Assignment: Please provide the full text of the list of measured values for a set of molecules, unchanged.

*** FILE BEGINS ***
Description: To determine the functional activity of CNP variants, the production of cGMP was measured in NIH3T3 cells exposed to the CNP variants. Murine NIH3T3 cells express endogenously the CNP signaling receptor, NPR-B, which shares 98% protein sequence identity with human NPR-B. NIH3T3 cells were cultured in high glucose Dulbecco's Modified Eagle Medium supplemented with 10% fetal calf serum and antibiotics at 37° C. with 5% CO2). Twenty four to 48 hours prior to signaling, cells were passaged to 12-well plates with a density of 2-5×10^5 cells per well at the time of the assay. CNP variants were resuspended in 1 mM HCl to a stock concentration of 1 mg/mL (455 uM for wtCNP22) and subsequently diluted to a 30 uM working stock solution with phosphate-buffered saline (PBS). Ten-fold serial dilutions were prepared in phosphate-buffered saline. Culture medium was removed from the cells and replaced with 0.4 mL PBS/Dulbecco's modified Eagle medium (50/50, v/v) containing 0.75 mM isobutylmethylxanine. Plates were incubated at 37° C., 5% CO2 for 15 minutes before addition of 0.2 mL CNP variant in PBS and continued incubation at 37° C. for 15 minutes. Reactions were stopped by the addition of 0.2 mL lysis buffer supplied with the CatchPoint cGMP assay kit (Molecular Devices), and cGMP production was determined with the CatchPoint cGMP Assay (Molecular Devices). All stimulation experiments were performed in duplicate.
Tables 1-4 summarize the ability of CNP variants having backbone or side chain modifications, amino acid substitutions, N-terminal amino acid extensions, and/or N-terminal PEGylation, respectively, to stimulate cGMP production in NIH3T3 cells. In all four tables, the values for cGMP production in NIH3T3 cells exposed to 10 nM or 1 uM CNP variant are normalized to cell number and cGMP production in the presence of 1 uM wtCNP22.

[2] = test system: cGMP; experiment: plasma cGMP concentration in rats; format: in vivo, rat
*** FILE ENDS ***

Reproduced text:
Description: To determine the functional activity of CNP variants, the production of cGMP was measured in NIH3T3 cells exposed to the CNP variants. Murine NIH3T3 cells express endogenously the CNP signaling receptor, NPR-B, which shares 98% protein sequence identity with human NPR-B. NIH3T3 cells were cultured in high glucose Dulbecco's Modified Eagle Medium supplemented with 10% fetal calf serum and antibiotics at 37° C. with 5% CO2). Twenty four to 48 hours prior to signaling, cells were passaged to 12-well plates with a density of 2-5×10^5 cells per well at the time of the assay. CNP variants were resuspended in 1 mM HCl to a stock concentration of 1 mg/mL (455 uM for wtCNP22) and subsequently diluted to a 30 uM working stock solution with phosphate-buffered saline (PBS). Ten-fold serial dilutions were prepared in phosphate-buffered saline. Culture medium was removed from the cells and replaced with 0.4 mL PBS/Dulbecco's modified Eagle medium (50/50, v/v) containing 0.75 mM isobutylmethylxanine. Plates were incubated at 37° C., 5% CO2 for 15 minutes before addition of 0.2 mL CNP variant in PBS and continued incubation at 37° C. for 15 minutes. Reactions were stopped by the addition of 0.2 mL lysis buffer supplied with the CatchPoint cGMP assay kit (Molecular Devices), and cGMP production was determined with the CatchPoint cGMP Assay (Molecular Devices). All stimulation experiments were performed in duplicate.
Tables 1-4 summarize the ability of CNP variants having backbone or side chain modifications, amino acid substitutions, N-terminal amino acid extensions, and/or N-terminal PEGylation, respectively, to stimulate cGMP production in NIH3T3 cells. In all four tables, the values for cGMP production in NIH3T3 cells exposed to 10 nM or 1 uM CNP variant are normalized to cell number and cGMP production in the presence of 1 uM wtCNP22.

[2] = test system: cGMP; experiment: plasma cGMP concentration in rats; format: in vivo, rat